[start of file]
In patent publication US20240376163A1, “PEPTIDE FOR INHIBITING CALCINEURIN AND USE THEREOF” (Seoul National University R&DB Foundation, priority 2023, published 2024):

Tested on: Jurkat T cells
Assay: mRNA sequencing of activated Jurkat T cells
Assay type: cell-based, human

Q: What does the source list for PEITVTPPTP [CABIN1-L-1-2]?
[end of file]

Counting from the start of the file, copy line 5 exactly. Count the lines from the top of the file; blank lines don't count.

Q: What does the source list for PEITVTPPTP [CABIN1-L-1-2]?